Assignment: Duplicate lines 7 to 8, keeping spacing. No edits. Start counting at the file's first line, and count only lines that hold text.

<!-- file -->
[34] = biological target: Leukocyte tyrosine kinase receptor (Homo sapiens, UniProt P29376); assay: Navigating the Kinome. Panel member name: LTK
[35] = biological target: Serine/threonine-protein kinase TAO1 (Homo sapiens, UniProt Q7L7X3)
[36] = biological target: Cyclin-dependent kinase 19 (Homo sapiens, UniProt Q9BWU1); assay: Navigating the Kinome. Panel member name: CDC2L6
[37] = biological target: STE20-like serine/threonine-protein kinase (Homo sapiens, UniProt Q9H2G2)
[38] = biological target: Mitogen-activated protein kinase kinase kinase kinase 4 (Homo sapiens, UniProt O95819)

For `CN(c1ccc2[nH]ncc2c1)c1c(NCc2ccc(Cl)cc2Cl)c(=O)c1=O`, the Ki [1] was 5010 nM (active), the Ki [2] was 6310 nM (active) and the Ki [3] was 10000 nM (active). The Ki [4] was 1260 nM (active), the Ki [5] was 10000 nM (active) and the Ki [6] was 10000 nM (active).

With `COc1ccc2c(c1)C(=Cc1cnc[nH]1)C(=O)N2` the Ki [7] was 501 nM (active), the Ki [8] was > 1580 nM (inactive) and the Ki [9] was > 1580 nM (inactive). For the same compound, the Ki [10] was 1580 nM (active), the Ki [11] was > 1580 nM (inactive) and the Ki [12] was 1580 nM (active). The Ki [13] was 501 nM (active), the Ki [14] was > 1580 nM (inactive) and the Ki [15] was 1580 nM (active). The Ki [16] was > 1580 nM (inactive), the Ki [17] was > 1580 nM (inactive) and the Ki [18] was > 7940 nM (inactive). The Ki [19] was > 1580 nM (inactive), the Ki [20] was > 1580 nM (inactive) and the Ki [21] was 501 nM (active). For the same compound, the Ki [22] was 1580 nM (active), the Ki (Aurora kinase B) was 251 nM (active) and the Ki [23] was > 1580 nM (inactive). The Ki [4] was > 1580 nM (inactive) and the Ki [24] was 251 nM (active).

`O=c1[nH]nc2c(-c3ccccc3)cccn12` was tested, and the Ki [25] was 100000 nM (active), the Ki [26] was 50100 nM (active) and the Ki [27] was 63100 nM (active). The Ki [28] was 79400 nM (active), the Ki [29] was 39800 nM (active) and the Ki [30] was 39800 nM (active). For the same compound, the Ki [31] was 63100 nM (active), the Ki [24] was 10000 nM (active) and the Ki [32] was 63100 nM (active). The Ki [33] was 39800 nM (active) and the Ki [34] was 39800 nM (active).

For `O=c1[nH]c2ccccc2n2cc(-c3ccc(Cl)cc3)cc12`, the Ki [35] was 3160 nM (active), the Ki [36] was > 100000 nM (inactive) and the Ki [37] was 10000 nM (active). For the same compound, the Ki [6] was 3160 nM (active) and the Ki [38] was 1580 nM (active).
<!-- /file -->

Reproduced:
With `COc1ccc2c(c1)C(=Cc1cnc[nH]1)C(=O)N2` the Ki [7] was 501 nM (active), the Ki [8] was > 1580 nM (inactive) and the Ki [9] was > 1580 nM (inactive). For the same compound, the Ki [10] was 1580 nM (active), the Ki [11] was > 1580 nM (inactive) and the Ki [12] was 1580 nM (active). The Ki [13] was 501 nM (active), the Ki [14] was > 1580 nM (inactive) and the Ki [15] was 1580 nM (active). The Ki [16] was > 1580 nM (inactive), the Ki [17] was > 1580 nM (inactive) and the Ki [18] was > 7940 nM (inactive). The Ki [19] was > 1580 nM (inactive), the Ki [20] was > 1580 nM (inactive) and the Ki [21] was 501 nM (active). For the same compound, the Ki [22] was 1580 nM (active), the Ki (Aurora kinase B) was 251 nM (active) and the Ki [23] was > 1580 nM (inactive). The Ki [4] was > 1580 nM (inactive) and the Ki [24] was 251 nM (active).

`O=c1[nH]nc2c(-c3ccccc3)cccn12` was tested, and the Ki [25] was 100000 nM (active), the Ki [26] was 50100 nM (active) and the Ki [27] was 63100 nM (active). The Ki [28] was 79400 nM (active), the Ki [29] was 39800 nM (active) and the Ki [30] was 39800 nM (active). For the same compound, the Ki [31] was 63100 nM (active), the Ki [24] was 10000 nM (active) and the Ki [32] was 63100 nM (active). The Ki [33] was 39800 nM (active) and the Ki [34] was 39800 nM (active).